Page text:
Home > FAQs > About Protocab > What standards does Acc+Ess Protocab use?

Acc+Ess Protocab has been in development for several years, the development team at Acc+Ess Ltd having spent a considerable amount of time researching options for a battery powered system, with a number of network engineers with experience in various fields being involved. We investigated the existing model railway standards in some detail and because they have been developed with track supply in mind, we did not at that time find a suitable standard for wireless use. We consider that it is not simply a case of replacing the power supply from the track with the power supply and control signals over the air.

In wire based control systems where a range of manufacturers may offer products for use, standards that these manufacturers provide for must be followed to ensure that the products can interact with other manufacturers' products over the same transmission medium (i.e. the track and control multiplexers). No such requirement exists for wireless based transmissions, and a locomotive and controller operating one manufacturer's systems can co-exist with a different manufacturer's control system in the same environment.

Also with a broadcast system, it is essential that the controller and the controlled locomotive are in constant check with each other and the loco able to respond rapidly to control signals and acknowledge that action has been taken. We therefore took the opportunity to design Protocab from the ground up, i.e. to determine what the modeller wants and needs and to create the system based on those findings and our technical understanding of the requirement.

In designing Protocab, we opted for the internationally recognised IEEE 802- standards using the 2.4GHz unlicensed spectrum. You will doubtless be familiar with the IEEE 802.11 standards for your Wi-Fi routers at home. These provide for the relatively infrequent transmission of large volumes of data, typically the full screen of your laptop computer. The amount of bandwidth required is substantial but easily handled by those routers. However, back in the day, the IEEE committee for 802 recognised the need for more infrequent transmission of small amounts of data, over much shorter distances and better suited to battery powered devices than 802.11 for instance.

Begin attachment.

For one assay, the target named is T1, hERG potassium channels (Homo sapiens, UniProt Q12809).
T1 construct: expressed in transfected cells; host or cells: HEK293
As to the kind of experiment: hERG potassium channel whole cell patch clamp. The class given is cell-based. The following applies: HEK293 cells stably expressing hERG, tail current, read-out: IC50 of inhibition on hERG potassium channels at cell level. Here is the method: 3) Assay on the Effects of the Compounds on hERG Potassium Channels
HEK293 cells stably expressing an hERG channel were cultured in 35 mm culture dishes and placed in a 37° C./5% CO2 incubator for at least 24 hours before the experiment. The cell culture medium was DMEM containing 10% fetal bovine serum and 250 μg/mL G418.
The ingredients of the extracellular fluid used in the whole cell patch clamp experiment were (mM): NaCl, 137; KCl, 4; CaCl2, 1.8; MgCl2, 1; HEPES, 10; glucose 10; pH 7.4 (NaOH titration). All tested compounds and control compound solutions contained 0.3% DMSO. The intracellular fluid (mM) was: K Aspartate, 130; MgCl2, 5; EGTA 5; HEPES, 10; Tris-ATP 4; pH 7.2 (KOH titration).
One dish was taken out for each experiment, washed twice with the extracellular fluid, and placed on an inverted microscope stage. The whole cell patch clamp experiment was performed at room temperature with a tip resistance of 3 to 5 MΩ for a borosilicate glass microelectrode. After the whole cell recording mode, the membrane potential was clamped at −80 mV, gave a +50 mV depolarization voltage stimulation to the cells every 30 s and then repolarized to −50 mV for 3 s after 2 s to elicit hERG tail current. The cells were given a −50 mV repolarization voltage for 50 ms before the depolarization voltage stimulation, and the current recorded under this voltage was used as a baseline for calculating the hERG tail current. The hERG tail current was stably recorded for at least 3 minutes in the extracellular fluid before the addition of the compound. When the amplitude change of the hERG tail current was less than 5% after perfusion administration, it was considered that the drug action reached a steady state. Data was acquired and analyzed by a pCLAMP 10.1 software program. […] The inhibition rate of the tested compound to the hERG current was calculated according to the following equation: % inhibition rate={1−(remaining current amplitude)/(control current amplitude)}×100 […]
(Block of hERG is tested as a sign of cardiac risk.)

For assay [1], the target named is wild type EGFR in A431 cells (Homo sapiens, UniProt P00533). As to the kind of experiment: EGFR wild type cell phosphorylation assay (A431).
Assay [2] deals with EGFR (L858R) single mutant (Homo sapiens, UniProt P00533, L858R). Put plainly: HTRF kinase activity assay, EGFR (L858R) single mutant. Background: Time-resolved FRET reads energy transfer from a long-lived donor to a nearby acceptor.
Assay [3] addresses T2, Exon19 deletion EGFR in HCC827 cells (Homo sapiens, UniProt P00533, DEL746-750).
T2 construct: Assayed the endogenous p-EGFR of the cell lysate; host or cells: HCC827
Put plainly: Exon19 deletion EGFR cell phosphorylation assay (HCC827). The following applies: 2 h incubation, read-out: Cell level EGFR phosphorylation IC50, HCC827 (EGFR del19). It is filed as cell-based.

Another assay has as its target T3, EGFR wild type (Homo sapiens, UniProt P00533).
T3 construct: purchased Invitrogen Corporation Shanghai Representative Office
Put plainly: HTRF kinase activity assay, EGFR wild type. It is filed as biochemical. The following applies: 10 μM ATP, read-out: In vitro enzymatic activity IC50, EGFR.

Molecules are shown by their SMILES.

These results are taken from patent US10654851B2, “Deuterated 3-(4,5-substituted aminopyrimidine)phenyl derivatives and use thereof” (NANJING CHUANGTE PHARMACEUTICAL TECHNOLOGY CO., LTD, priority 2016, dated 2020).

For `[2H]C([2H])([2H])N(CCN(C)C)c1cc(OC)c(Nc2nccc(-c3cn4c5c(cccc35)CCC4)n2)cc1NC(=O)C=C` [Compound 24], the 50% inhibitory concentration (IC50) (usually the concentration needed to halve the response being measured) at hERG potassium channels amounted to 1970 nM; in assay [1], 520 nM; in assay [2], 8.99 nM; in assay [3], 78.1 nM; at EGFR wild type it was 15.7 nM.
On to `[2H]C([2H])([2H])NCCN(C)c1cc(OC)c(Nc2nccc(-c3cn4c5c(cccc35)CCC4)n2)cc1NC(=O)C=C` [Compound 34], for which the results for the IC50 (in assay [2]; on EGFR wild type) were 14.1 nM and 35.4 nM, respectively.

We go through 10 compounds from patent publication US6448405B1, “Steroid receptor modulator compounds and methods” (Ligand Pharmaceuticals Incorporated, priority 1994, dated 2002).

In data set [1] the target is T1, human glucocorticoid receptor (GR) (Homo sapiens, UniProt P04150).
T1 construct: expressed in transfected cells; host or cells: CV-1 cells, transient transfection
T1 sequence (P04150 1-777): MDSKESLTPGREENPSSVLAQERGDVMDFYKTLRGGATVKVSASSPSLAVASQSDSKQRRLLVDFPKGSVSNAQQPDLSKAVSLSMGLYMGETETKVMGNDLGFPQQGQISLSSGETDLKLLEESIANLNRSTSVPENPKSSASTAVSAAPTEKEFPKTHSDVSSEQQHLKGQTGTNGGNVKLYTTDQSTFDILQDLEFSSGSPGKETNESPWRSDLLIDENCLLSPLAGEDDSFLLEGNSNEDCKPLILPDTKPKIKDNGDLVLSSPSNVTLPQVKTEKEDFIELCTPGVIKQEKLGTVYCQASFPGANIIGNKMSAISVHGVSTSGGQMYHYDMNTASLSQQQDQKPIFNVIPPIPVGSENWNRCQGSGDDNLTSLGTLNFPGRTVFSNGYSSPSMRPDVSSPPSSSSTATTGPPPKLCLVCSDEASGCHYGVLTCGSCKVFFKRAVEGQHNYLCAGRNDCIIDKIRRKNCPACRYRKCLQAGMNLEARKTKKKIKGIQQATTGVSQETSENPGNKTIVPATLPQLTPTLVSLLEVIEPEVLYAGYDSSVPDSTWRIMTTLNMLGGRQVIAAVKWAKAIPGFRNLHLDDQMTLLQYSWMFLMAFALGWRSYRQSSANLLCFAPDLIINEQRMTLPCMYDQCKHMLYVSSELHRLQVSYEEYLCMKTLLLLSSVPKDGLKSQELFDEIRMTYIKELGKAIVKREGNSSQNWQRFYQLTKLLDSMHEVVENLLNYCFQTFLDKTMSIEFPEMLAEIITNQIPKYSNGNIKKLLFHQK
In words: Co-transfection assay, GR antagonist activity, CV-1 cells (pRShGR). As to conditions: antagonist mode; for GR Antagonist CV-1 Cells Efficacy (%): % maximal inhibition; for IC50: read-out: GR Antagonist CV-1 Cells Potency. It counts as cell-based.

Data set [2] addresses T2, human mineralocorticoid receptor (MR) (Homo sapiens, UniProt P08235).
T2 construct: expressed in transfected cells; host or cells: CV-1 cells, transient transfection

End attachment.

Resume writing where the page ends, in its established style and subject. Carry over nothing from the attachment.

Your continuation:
The resulting standard is known as Local Personal Area Networks (Lowpan) and the standards are covered in IEEE802.15.4. The synergy between the standards within the 802 family lend ideally to the sort of applications that we will be placing before you as we develop the Protocab range. Because these are radio devices operating in the very busy 2.45GigaHertz spectrum, the standard provides all sorts of security mechanisms that prevent unauthorised or accidental interference.

Protocab automatically selects the best channel within the spectrum and therefore the question of selecting frequencies does not arise, and, because the Protocab controller and the devices on the locomotive(s) all have world-unique addresses, the 'adoption' of the locomotives' devices to the controller means that someone else's controller cannot accidentally or deliberately control your locomotives and vice versa.

As a manufacturer of radio transmitting and receiving devices, we are bound to comply with regulations for the use of these devices to make sure that our customers are safe and that our equipment does not cause harm, or is harmed by other radio devices.

We continue to monitor the development of alternative standards, the most recent development of Bluetooth, for example, itself part of the IEEE 802 family. We will introduce support for other standards, where practical and showing a clear advantage and, most importantly, permitting existing Protocab products to work harmoniously and effectively alongside the new standards.